Artist Frank Wong's breathtakingly realistic miniatures capture half a century of memories in one San Francisco neighborhood.
John and Faith Hubley redefined animation, using innovative graphics and experimental sound to produce works unmediated by commercial concerns.
Independent Spirits: The Faith and John Hubley Story looks at the creative partnership and careers of two Academy Award-winning animators. The Hubleys redefined animation, breaking from traditional styles, confronting important social issues, and using innovative graphics and experimental sound.
With their unique blend of intelligence, humor, and social commentary, Hubley films were made by animation artists whose ultimate goal was not to have the mouse escape the cat, but “to increase awareness, to warn, to humanize, to elevate vision, to suggest goals, to deepen our understanding of ourselves and our relationship to one another.” Their non-traditional techniques — a blend of watercolor, wax crayons, multiple exposures, and lighting from beneath the camera — give the films a spontaneity, and emphasize the free-form graphic approach that has characterized the Hubley style.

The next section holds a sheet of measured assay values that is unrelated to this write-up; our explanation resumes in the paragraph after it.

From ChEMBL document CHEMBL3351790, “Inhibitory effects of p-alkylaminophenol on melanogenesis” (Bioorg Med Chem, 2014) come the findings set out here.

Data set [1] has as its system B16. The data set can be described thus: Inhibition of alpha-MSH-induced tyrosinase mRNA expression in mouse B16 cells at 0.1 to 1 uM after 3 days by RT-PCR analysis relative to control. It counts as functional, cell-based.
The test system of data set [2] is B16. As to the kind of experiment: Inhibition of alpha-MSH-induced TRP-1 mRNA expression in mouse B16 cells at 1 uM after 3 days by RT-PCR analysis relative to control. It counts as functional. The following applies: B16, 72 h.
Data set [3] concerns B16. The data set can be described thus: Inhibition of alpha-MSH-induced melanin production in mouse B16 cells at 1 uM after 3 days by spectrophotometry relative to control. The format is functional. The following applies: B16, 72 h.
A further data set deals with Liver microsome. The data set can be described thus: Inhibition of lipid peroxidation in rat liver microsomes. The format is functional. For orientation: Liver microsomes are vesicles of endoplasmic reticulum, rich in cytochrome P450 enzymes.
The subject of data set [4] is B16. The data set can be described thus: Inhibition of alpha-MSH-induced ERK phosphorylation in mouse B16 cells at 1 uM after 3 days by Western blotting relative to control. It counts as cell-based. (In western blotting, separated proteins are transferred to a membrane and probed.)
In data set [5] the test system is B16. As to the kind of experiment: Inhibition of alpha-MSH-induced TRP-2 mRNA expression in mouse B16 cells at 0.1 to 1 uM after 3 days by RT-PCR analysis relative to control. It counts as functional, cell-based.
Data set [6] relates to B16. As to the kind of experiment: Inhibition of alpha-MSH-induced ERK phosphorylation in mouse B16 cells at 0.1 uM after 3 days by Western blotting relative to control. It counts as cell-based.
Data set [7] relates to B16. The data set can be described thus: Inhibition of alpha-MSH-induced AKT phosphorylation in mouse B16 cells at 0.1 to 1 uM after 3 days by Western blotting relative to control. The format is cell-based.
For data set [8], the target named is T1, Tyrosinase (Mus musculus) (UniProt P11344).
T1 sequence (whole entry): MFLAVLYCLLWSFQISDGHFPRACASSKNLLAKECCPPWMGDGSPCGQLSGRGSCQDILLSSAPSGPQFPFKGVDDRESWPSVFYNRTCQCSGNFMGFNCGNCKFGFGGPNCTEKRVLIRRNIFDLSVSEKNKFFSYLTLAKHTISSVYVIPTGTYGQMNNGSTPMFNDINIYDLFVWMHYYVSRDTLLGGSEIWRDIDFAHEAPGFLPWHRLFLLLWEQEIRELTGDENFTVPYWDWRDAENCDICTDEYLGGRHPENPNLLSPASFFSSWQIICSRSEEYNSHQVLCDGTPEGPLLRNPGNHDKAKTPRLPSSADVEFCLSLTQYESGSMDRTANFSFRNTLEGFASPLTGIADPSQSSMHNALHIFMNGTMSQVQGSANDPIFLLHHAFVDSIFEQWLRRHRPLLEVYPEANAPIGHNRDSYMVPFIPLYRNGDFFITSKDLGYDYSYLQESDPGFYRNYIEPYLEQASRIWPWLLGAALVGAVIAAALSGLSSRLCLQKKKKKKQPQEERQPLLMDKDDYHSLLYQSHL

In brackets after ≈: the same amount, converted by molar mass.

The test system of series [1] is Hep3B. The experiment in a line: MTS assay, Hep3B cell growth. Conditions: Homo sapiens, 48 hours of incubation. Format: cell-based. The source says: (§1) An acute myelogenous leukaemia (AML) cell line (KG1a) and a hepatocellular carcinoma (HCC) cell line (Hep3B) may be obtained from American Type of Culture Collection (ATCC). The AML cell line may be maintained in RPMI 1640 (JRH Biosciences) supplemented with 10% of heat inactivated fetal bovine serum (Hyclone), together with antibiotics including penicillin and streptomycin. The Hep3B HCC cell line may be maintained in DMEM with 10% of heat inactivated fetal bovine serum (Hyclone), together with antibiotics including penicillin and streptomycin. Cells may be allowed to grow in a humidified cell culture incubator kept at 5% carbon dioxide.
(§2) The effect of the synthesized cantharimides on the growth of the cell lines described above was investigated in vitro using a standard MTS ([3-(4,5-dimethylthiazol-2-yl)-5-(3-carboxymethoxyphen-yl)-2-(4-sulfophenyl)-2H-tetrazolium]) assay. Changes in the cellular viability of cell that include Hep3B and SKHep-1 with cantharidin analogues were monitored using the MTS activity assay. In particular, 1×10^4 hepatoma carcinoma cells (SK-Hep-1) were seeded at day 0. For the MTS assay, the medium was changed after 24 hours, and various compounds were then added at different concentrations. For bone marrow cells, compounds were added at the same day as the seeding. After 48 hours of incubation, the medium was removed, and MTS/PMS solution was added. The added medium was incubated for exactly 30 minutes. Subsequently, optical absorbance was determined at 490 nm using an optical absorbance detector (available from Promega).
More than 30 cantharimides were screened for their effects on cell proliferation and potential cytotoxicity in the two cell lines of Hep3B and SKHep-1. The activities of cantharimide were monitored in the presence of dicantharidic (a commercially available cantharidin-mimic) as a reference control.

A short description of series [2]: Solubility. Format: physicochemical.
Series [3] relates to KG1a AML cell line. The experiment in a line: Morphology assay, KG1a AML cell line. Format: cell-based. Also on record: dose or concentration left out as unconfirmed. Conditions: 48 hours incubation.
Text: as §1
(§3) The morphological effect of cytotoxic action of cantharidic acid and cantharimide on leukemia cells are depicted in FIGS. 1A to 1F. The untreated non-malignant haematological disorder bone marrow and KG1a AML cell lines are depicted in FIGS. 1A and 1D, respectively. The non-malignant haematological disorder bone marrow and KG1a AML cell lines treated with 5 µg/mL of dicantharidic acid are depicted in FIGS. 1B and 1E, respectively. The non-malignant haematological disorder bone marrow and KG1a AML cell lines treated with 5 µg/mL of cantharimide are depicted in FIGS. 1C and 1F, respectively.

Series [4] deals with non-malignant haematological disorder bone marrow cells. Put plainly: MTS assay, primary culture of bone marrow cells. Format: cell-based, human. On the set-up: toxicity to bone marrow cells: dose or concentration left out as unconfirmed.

Independent Spirits is also about the passion, spirit, and commitment of independent artists attempting to exist in a culture of compromise. The Hubleys’ professional choices, even before their partnership began, reflected an intense commitment to political alternatives and a belief in social justice. This film looks at what each of them brought to their unique collaboration: John, an artistic brilliance nurtured at the Disney Studio; Faith, a deep respect for cultural diversity and a rebellious spirit formed in a tough New York City neighborhood. Both were committed to the belief that animation could deal with serious subjects and make a difference in the world.
Faith and John have left their mark on television advertising, children’s television and feature films — but always, they returned to what they had promised each other in their marriage vows, “to make at least one independent film a year,” a promise that Faith Hubley maintained after her husband’s death in 1977 until her own passing in 2001.